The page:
The Family Options Study is a random assignment experimental study designed to assess the effectiveness of different housing and services interventions for families experiencing homelessness. Participants were drawn from twelve study sites, with eligibility limited to families who had been staying in an emergency shelter for at least seven days. Between September 2010 and January 2012, nearly 2,300 families with more than 5,000 children were randomly assigned to one of four intervention groups. The study then tracked the families and administered surveys to adults and collected information from observing and surveying children at about 20 months and 37 months after random assignment. The interventions used programs already available in the community and provided priority access to those programs for families assigned to the treatment group for that intervention:
- Project-based transitional housing with intensive services, in which families could stay for up to 24 months;
- Community-based rapid rehousing, a temporary rent subsidy with case management;
- A permanent rent subsidy, usually a Housing Choice Voucher, with no services attached; and
- Usual care, a control group of families who could access whatever housing and services were available in the absence of priority access to an intervention.
The impacts of assignment to the study’s interventions were measured in five areas:
- Housing stability, with measures including (but not limited to) whether the family had spent at least one night homeless or doubled up in the past six months and the number of days homeless or doubled up in the past 6 months;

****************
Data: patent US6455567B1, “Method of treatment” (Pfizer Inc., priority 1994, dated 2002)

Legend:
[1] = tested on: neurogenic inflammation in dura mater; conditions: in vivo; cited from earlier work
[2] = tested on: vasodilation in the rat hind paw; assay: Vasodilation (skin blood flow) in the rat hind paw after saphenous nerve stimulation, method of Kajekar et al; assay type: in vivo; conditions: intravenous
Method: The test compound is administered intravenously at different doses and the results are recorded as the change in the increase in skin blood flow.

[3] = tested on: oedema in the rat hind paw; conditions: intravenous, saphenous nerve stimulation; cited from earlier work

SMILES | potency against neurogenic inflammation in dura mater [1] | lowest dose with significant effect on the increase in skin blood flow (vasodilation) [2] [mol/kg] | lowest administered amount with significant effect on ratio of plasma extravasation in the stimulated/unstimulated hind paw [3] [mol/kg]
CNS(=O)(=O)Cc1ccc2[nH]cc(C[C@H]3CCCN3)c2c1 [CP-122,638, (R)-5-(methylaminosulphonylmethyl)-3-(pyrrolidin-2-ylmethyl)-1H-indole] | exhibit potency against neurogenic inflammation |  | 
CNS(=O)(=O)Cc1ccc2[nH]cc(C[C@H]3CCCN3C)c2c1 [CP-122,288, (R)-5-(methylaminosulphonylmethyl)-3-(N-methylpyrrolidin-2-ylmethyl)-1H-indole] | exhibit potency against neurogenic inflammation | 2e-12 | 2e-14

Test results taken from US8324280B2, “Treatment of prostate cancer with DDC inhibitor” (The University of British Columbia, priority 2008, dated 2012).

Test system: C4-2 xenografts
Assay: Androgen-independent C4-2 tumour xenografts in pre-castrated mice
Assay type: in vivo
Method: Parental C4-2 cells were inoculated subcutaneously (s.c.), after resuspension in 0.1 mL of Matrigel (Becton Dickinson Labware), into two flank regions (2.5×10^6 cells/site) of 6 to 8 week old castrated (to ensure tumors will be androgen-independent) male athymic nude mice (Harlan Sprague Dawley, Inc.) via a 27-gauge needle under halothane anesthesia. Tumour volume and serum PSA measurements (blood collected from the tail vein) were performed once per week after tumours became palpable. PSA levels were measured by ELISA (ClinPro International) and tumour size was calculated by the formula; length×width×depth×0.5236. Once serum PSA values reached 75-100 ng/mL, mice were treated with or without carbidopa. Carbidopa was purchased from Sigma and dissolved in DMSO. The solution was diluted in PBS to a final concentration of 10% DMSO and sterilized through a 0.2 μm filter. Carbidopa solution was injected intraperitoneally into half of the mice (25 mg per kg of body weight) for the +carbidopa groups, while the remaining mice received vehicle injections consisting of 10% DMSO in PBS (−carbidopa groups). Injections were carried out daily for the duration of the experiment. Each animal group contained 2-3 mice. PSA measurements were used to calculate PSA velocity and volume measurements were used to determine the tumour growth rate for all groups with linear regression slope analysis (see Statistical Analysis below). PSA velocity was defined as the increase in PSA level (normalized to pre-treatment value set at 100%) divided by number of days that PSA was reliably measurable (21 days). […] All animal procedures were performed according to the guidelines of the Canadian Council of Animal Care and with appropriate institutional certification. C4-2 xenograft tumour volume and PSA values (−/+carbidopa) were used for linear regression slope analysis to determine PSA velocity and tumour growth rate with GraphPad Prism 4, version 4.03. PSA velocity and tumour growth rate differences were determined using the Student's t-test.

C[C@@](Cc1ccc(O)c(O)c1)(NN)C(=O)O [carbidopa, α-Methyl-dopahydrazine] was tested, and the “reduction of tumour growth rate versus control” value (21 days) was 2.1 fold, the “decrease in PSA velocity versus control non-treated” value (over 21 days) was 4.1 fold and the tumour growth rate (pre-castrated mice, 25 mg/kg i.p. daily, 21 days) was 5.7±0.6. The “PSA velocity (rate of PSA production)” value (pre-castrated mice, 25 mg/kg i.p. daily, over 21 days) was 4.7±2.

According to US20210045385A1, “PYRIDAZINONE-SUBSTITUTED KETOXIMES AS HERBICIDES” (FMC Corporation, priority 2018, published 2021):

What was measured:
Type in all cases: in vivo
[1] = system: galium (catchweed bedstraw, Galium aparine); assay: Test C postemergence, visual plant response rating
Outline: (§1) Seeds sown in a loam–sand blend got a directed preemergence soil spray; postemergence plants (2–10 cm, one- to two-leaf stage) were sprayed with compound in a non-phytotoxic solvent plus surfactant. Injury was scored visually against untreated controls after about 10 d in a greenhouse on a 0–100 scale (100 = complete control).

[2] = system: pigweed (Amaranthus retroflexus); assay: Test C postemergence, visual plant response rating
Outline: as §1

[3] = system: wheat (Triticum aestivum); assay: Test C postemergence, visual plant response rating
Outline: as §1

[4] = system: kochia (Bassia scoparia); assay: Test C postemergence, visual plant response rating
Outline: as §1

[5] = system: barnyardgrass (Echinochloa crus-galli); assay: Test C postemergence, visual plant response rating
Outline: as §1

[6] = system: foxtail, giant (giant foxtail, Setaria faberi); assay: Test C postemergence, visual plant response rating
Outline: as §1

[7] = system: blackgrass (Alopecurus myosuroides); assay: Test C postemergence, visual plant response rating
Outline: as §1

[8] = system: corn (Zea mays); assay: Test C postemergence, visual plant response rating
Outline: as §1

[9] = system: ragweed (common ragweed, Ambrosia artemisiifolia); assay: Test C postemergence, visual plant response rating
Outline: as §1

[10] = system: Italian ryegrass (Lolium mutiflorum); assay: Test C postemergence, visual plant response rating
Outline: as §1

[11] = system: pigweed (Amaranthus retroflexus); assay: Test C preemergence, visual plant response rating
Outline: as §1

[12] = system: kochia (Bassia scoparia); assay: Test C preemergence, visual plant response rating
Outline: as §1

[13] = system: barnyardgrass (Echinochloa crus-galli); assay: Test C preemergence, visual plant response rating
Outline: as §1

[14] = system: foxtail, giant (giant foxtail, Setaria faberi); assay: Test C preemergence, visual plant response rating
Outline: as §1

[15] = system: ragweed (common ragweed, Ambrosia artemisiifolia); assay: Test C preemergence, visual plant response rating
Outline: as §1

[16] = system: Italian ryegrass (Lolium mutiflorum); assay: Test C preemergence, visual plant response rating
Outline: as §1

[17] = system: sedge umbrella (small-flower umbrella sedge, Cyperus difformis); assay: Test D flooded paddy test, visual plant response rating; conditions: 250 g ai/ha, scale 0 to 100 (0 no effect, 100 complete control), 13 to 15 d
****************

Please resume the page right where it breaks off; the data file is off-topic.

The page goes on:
- Family preservation, including whether the family has had at least one child or spouse/partner separated and/or reunified in the past six months, and whether the family has had at least one foster care placement;
- Adult well-being, which measured outcomes related to physical and mental health, trauma symptoms, substance use, and intimate partner violence;
- Child well-being, which measured outcomes in the areas of education, health, and behavioral challenges and strengths; and
- Self-sufficiency, which looked at employment-related outcomes, income sources and amounts, education and training, food security, and economic hardship.
The largest and most significant impacts were seen for families who received priority access to a permanent housing subsidy. An interim report describes baseline characteristics of enrollees and their take-up of assigned interventions, and a short-term impacts report describes findings at 20 months. A long-term impacts report describing findings at three years after random assignment was published in October 2016.